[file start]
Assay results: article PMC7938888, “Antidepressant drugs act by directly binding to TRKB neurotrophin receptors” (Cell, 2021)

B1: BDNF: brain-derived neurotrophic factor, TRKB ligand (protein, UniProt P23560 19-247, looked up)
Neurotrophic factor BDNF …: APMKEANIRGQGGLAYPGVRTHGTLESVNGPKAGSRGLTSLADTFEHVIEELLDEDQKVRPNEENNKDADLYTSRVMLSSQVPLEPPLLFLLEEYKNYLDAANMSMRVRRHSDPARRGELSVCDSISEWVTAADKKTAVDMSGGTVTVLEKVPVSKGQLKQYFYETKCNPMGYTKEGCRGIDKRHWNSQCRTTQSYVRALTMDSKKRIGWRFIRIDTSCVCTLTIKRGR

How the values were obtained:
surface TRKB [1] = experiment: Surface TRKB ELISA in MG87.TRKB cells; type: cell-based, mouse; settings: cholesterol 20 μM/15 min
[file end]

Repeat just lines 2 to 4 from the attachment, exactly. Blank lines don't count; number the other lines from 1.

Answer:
B1: BDNF: brain-derived neurotrophic factor, TRKB ligand (protein, UniProt P23560 19-247, looked up)
Neurotrophic factor BDNF …: APMKEANIRGQGGLAYPGVRTHGTLESVNGPKAGSRGLTSLADTFEHVIEELLDEDQKVRPNEENNKDADLYTSRVMLSSQVPLEPPLLFLLEEYKNYLDAANMSMRVRRHSDPARRGELSVCDSISEWVTAADKKTAVDMSGGTVTVLEKVPVSKGQLKQYFYETKCNPMGYTKEGCRGIDKRHWNSQCRTTQSYVRALTMDSKKRIGWRFIRIDTSCVCTLTIKRGR

How the values were obtained: